In this case we are examining the evidence as found in Dr. Veltman's study, pages 59-122, with evidence being found on pages 67-97.
One problem with those who are "victims" of parallelomania is that they confuse the mere presence of a few words in both texts as being evidence of plagiarism. They completely overlook the context and meaning of the words that are similar, an even more importantly, the far greater number of words that are dissimilar.
I need George Jones's Life Scenes from the Gospels to finish this chapter off.
It has been noted by students of plagiarism that one can make a work look like it was plagiarized when it is not by carefully using ellipses and discarding all the material that is different. What we want to do is determine whether the critics did a fair analysis, or whether their comparisons actually distorted reality. Accordingly, we have coded the text so that you, the reader, can easily come to your own conclusion. Material that is not coded means that neither the critics, nor Dr. Veltman and his team of researchers, either could not, or did not, find anything worthy of note.
Material in Ellen G. White that is an exact, word-for-word match to her alleged source.
Material in Ellen G. White that is similar to her alleged source.
Material that is represented in either Rea's book or Dr. Veltman's study by an ellipsis.
Material dropped from a paragraph of the alleged source in either Rea's book, or in Dr. Veltman's study, or given in Dr. Veltman's study but not needed or referenced. This also means that it wasn't used by Ellen G. White in the preparation of her book The Desire of Ages.
Material clipped from the beginning or end of a sentence in Rea's book, without giving the reader any indication of such. (Either a capital letter or a period appears where it should not, hiding the fact that material is missing.)
Material that was mis-capitalized or mis-abbreviated in Rea.
Typical caveat: all errors are mine; if you find any please let me know so I can correct them.
|Alleged Source(s)||Desire of Ages. (1898)|
Cunningham Geikie, The Life and Words of Christ. (D. Appleton and Company, 1913), vol. 1, page 81
The services at the Temple in Jerusalem, where alone sacrifices could be offered, were entrusted to the care of each course in rotation, for a week of six days and two Sabbaths, and hence, the members of each, whose ministrations might be required, had to go up to Jerusalem twice a year.A
skipping over 11 pages to page 93
And now the coals are laid on the altar, the helping priest retires, and Zacharias is left alone with the mysterious, ever-burning lamps, and the glow of the altar which was believed to have been kindled, at first, from the pillar of fire in the desert, and to have been kept unquenched, by miracle, since then. He pours the incense on the flames, and its fragrance rises in clouds, which are the symbol of the prayers of Israel, now rising over all the earth.B As the intercessor for his people, for the time, he, too joins his supplications.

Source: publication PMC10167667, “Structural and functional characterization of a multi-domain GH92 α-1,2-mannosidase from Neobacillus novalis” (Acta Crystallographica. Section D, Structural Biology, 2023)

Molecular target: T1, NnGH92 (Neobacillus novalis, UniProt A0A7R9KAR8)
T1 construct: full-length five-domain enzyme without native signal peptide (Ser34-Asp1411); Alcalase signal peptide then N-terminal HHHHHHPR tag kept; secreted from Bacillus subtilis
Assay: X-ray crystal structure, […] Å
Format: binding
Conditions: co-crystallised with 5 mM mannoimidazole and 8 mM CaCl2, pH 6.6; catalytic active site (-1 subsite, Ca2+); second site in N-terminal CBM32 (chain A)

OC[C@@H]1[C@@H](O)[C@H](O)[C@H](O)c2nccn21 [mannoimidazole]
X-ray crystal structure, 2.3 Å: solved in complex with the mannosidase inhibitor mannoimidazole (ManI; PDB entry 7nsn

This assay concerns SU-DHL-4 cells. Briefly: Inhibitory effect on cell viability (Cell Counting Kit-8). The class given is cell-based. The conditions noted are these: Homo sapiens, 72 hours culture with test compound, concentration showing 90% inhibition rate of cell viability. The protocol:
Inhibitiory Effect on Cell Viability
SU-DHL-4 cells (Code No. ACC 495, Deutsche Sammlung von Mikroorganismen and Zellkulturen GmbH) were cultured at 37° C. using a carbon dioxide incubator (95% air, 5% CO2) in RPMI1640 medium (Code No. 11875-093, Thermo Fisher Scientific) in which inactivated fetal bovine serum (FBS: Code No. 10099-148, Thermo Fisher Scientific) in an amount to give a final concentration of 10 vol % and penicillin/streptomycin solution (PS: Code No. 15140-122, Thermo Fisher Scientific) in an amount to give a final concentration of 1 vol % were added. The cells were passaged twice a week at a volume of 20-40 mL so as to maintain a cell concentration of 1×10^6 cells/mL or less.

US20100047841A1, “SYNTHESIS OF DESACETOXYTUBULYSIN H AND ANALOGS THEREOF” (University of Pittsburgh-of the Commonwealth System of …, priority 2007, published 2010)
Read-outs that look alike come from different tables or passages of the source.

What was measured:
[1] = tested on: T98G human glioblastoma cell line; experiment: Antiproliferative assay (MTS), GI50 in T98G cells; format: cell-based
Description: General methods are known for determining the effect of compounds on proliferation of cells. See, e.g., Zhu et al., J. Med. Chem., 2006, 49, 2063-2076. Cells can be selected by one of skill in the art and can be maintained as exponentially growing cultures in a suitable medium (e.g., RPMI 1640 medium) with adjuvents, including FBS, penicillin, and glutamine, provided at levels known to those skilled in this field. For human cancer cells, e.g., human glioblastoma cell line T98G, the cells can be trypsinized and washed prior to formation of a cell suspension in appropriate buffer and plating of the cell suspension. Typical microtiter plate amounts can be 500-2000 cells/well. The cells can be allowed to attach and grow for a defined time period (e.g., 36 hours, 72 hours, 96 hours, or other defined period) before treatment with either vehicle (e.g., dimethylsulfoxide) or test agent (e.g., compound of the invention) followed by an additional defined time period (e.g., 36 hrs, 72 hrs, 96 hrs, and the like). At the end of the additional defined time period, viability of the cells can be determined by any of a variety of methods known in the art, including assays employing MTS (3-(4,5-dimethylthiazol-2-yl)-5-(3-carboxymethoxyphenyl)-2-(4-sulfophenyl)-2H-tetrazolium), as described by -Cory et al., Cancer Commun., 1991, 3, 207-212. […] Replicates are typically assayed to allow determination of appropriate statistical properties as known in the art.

skipping over the next paragraph of 8 lines and onto the next page 94
While he prays, there stands a mysterious Presence before him,C on the right side of the altar, the side of good omen,D as the angels, afterwards, appeared at the right side, in the Holy Sepulchre, and as Christ was seen, by the martyr Stephen, standing on the Right Hand of God. [skipping over 11 lines in the rest of the paragraph]
The Voice in the Wilderness
[This chapter is based on Luke 1:5-23, 57-80; 3:1-18; Matt. 3:1-12; Mark 1:1-8.]
From among the faithful in Israel, who had long waited for the coming of the Messiah, the forerunner of Christ arose. The aged priest Zacharias and his wife Elisabeth were "both righteous before God;" [Luke 1:6] and in their quiet and holy lives the light of faith shone out like a star amid the darkness of those evil days. To this godly pair was given the promise of a son, who should "go before the face of the Lord to prepare His ways." [Luke 1:76]
Zacharias dwelt in "the hill country of Judea," [Luke 1:65] but he had gone up to Jerusalem to minister for one week in the temple, a service required twice a year from the priests of each course.1 "And it came to pass, that while he executed the priest's office before God in the order of his course, according to the custom of the priest's office, his lot was to burn incense when he went into the temple of the Lord." [Luke 1:8-9]
He was standing before the golden altar in the holy place of the sanctuary. The cloud of incense with the prayers of Israel was ascending before God.2 Suddenly he became conscious of a divine presence.3 An angel of the Lord was "standing on the right side of the altar." [Luke 1:11] The position of the angel was an indication of favor,4 but Zacharias took no
1 This sentence appears in Dr. Veltman's study as, in his consideration, a "simple paraphrase" of Geikie's A. Back to text
2 Dr. Veltman has this as a "strict paraphrase" of Geikie's B. Back to text
3 Dr. Veltman considers this to be a "loose paraphrase" of Geikie's C. Back to text
4 In Dr. Veltman's study this is considered to be of "partial independence" of Geikie's D. Back to text
John Fleetwood, Life of Our Lord and Saviour Jesus Christ. (Gay Brothers & Co., 1880-9?aa): page 51